Apple: Think Boring

When I see the Apple ads recently and they are either quoting Dead Poet’s Society (1989) or redoing an ad they did with U2 (product of the 80s no less) in 2004, I can’t help but think, “When did Apple become the old?”  What’s more, when did Apple become synonymous with reactionary?  It doesn’t feel that long ago that Apple was producing the products that made me go ooh and ahh.  I know that Steve Jobs was an inspirational leader and a visionary, at the very least in his ability to make planned obsolescence seem cool.  But since his death, nothing that has come from Apple is all that inspiring or alluring.  Was all of that innovation, new product mojo all brought to the table by one guy?  If so, Apple is doomed.

 

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In Apple’s history there have been missteps, the Newton springs to mind.  But since the iPod they always hit the right notes, iPhone, iPad, even AppleTV seems to have a dedicated audience.  However, since Steve Jobs died, the products that have been exciting haven’t been coming from Apple.  The smart watch, the larger smart phone and the more adaptable pad all have come from Apple’s competitors.  I’m sure plenty of Apple aficionados can tell me why the Samsung watch isn’t that good or that the Surface from Microsoft isn’t worth the money, but that is so much inside baseball.  Even if the products aren’t as good as the Apple responses (and what is the Apple response to the Surface? the Mac Air? meh.) those products are the more attractive.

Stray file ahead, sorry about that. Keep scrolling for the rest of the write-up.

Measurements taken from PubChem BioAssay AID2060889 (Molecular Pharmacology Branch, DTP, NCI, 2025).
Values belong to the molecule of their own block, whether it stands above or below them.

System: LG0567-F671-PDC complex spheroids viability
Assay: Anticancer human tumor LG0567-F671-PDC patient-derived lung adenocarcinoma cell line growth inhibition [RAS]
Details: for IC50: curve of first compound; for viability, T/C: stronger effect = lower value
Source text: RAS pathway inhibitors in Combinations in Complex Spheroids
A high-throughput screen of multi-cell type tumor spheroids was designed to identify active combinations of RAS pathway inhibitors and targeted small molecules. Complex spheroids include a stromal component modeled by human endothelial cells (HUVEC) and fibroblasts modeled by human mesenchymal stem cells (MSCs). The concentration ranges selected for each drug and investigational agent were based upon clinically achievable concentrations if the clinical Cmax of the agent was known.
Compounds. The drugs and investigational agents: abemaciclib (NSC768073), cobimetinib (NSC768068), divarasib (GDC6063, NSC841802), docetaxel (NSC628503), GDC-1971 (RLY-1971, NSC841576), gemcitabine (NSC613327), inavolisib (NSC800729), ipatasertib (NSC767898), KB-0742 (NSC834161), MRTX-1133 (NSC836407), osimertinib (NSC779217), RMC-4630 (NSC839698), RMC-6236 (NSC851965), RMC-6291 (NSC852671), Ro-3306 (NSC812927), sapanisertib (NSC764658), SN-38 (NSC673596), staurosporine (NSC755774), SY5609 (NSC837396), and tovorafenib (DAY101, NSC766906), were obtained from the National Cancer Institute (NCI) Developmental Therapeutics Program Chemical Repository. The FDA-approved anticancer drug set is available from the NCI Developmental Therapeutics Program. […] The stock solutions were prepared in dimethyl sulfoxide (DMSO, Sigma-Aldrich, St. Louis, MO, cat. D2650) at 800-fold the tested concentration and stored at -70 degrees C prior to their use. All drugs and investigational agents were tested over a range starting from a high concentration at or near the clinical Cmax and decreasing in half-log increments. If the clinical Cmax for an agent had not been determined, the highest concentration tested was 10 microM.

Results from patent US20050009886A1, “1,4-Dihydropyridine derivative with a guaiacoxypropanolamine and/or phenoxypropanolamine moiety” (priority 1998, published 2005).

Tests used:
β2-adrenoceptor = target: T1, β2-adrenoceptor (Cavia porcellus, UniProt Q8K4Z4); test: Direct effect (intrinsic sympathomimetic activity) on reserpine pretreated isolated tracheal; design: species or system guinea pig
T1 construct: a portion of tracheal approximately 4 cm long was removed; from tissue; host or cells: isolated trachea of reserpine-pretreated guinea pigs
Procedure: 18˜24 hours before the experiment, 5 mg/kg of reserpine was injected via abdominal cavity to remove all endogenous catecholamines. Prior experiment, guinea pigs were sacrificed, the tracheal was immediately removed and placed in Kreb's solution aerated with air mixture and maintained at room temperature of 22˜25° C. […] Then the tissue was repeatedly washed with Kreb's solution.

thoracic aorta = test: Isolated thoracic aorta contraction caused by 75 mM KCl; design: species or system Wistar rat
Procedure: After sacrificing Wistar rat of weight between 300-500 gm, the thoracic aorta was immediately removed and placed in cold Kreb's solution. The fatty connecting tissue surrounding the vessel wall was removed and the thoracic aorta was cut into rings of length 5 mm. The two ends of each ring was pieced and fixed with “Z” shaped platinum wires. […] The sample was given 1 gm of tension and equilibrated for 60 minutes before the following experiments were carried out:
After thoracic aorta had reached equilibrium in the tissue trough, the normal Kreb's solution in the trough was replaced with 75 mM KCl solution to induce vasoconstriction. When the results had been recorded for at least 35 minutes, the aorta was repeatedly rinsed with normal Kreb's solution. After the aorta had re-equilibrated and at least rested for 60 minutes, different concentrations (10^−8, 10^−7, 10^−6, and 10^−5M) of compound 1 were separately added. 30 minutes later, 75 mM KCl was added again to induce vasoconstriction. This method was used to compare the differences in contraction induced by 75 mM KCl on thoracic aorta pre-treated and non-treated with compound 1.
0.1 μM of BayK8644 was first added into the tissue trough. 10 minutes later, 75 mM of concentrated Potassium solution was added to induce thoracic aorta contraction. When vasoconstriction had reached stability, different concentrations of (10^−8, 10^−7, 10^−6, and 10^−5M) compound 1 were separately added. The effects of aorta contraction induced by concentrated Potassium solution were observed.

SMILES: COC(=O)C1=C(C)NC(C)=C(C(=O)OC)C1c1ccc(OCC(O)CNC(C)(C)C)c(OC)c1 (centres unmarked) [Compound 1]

It’s fair to say that I’m getting pulled by the power of good ad campaigns, and I suppose that is fair.  However, it was Apple who once made those hip ads that inspired my curiosity and seek out the new products.  Now, nothing from Apple is new.  the iPhone is on its sixth generation.  I can’t think of anything besides Harry Potter that I was excited about by the sixth installment.  Even more, Apple’s roll out of various new items and OS has been riddled with glitches and snafus, if not just a tone deafness that had been more associated with other tech companies.

It comes back to Apple and its partnership with U2.  It feels like a sad attempt to appear young and hip, and bringing out a dinosaur, kind of like being told as a kid how great Elvis was; sure he was super famous, but he was an old man in a jump suit, just not my thing.  Even though I’m at the heart of U2’s demographic, I can’t imagine I was who Apple was trying to get.  Instead, Apple and U2 are the object of ridicule from younger folks and they have reminded me that I’m getting old.  Good job Apple, one side of the divide thinks you’re lame and the other is pissed that you’ve pointed out my combover.

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